In the Danske Bank ruling, the CJEU confirmed that where a branch or head office is in a VAT group, the head office should be considered as a separate taxable person from its branch such that transactions between the head office and branch should be recognized for VAT purposes. Reason being, the head office was a member of a VAT group in one member state while the branch was situated in another member state, and the effects of VAT grouping should only apply on a territorial basis.
The People’s Bank of China (PBOC) promulgated The Measures for the Supervision and Administration of Anti-Money Laundering and Counter-Terrorist Financing (AML/CTF) of Financial Institutions (Measures), which came into effect on 01 August 2021. The new Measures have widened the scope of applicable institutions by adding developmental financial institutions, consumer finance companies, loan companies, non-banking payment institutions and many other types of financial service companies.
As predicted in our Connect on Tech discussion in March, the U.S. Securities and Exchange Commission (“SEC”) is ramping up its examination and enforcement focus on cybersecurity at financial institutions, including scrutiny on actual implementation and deployment of published procedures in response to discovery of cyber breach incidents. Furthermore, the SEC appears to signal its expectation that multi-factor authentication (“MFA”) for email accounts containing sensitive client and customer information should be in place.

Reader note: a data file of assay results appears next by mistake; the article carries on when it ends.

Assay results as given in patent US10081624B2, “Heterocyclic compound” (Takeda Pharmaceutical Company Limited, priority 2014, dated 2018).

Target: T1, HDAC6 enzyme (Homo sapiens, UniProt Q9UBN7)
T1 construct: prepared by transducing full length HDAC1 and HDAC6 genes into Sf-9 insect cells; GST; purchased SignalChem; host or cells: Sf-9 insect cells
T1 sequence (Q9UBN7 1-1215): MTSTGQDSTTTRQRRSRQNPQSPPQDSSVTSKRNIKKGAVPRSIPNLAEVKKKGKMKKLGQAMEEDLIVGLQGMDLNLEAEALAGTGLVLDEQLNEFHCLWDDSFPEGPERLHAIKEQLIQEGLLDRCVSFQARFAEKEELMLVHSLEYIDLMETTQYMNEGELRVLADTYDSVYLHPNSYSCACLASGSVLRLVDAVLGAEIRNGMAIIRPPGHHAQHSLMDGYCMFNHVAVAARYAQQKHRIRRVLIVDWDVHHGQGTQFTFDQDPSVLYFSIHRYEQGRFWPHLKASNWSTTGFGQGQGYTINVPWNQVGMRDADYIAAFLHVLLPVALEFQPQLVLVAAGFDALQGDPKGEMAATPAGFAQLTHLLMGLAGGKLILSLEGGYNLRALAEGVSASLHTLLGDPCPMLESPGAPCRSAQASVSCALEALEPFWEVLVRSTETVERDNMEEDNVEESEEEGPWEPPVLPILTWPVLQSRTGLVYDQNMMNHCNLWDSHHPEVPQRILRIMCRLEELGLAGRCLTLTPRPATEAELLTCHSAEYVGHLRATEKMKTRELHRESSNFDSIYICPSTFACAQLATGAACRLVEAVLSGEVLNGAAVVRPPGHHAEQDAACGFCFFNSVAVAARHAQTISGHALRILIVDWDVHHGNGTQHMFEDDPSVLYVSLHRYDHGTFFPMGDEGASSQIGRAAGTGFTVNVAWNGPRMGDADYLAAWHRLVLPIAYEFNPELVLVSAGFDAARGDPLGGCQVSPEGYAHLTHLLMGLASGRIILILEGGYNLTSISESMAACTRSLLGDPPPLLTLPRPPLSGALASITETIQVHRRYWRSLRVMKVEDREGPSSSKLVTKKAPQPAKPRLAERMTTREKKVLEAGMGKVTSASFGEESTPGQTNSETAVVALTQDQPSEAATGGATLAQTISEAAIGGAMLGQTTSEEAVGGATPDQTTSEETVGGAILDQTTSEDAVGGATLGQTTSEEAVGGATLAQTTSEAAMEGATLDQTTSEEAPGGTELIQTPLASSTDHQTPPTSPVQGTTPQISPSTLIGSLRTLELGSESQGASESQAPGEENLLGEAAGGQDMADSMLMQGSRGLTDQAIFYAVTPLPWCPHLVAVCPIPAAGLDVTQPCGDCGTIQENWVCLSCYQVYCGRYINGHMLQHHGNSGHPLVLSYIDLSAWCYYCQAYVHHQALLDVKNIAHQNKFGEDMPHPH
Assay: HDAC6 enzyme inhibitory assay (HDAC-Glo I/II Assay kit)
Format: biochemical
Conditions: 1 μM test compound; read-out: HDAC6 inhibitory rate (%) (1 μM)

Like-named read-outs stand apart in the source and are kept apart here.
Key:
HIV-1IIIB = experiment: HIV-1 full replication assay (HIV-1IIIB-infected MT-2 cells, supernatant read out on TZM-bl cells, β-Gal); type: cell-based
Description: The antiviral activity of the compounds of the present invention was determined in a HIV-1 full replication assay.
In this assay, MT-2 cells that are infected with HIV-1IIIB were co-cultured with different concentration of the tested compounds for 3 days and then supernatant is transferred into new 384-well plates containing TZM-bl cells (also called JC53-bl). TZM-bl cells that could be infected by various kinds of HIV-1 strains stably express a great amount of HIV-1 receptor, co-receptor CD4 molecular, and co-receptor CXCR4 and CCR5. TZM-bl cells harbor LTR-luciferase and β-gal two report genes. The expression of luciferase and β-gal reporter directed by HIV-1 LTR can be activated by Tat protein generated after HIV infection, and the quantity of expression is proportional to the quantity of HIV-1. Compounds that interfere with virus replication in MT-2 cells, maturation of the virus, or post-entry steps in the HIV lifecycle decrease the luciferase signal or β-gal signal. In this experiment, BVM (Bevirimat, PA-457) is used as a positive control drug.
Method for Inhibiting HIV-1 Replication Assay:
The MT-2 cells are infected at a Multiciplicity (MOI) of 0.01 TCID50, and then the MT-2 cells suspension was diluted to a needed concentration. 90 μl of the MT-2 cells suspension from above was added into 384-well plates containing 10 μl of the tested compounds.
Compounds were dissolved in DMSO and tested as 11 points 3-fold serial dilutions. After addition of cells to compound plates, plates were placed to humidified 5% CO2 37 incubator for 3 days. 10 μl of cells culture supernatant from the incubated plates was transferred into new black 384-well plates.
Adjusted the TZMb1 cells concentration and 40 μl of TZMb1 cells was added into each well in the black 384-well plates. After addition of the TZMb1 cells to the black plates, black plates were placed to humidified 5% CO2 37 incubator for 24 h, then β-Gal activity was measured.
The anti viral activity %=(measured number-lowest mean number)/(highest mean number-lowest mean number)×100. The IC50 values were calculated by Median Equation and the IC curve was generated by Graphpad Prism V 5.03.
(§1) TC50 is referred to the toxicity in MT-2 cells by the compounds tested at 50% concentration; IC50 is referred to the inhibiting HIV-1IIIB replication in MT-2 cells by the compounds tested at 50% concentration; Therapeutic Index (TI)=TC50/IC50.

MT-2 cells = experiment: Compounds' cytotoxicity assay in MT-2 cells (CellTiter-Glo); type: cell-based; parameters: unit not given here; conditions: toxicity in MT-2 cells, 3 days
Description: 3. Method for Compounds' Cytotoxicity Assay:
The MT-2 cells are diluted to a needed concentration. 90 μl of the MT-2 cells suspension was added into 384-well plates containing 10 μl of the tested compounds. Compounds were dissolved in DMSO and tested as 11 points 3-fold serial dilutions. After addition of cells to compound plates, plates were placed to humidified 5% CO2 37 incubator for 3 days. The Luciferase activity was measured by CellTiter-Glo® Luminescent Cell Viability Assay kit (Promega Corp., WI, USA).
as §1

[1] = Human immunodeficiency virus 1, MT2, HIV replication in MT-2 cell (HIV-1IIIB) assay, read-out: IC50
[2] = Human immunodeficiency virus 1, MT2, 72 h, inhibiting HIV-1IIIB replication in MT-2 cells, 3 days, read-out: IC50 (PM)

Continuing the practice of issuing Risk Alerts summarizing examination findings, which has only increased under the leadership of the now departing Division of Examinations (EXAMS) Director Pete Driscoll, on 21 July 2021, EXAMS issued such an Alert on fixed income principal and cross trades by investment advisers, a topic that the SEC Staff has been scrutinizing for some time.
The SEC’s order found that Blotics violated the anti-touting provisions of the federal securities laws by failing to disclose the compensation it received from issuers of the digital asset securities it profiled.
The SEC today issued its first Order under its Whistleblower Rules in quite some time, citing a registered broker-dealer with violating Rule 21F-17 of the Securities Exchange Act, which precludes conduct that could impede anyone from communicating with the Commission about potential securities laws violations.